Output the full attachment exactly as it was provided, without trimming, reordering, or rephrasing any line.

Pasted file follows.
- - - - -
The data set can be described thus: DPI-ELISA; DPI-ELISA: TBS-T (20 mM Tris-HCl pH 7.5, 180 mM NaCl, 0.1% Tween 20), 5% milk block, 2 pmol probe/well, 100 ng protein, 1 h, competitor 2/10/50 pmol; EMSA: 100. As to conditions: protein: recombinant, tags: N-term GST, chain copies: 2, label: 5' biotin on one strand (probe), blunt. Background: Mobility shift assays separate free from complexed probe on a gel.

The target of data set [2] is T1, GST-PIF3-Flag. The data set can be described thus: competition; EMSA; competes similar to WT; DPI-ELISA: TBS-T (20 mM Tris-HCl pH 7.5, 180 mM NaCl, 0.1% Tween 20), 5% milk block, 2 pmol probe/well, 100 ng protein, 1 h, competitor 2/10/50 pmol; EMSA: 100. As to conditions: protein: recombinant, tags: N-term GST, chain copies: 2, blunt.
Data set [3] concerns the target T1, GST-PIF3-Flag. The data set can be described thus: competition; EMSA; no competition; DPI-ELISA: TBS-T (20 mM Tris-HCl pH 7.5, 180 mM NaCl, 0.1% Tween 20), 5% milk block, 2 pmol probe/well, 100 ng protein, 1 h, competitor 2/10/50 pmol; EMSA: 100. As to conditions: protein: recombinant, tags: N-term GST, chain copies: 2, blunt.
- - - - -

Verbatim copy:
The data set can be described thus: DPI-ELISA; DPI-ELISA: TBS-T (20 mM Tris-HCl pH 7.5, 180 mM NaCl, 0.1% Tween 20), 5% milk block, 2 pmol probe/well, 100 ng protein, 1 h, competitor 2/10/50 pmol; EMSA: 100. As to conditions: protein: recombinant, tags: N-term GST, chain copies: 2, label: 5' biotin on one strand (probe), blunt. Background: Mobility shift assays separate free from complexed probe on a gel.

The target of data set [2] is T1, GST-PIF3-Flag. The data set can be described thus: competition; EMSA; competes similar to WT; DPI-ELISA: TBS-T (20 mM Tris-HCl pH 7.5, 180 mM NaCl, 0.1% Tween 20), 5% milk block, 2 pmol probe/well, 100 ng protein, 1 h, competitor 2/10/50 pmol; EMSA: 100. As to conditions: protein: recombinant, tags: N-term GST, chain copies: 2, blunt.
Data set [3] concerns the target T1, GST-PIF3-Flag. The data set can be described thus: competition; EMSA; no competition; DPI-ELISA: TBS-T (20 mM Tris-HCl pH 7.5, 180 mM NaCl, 0.1% Tween 20), 5% milk block, 2 pmol probe/well, 100 ng protein, 1 h, competitor 2/10/50 pmol; EMSA: 100. As to conditions: protein: recombinant, tags: N-term GST, chain copies: 2, blunt.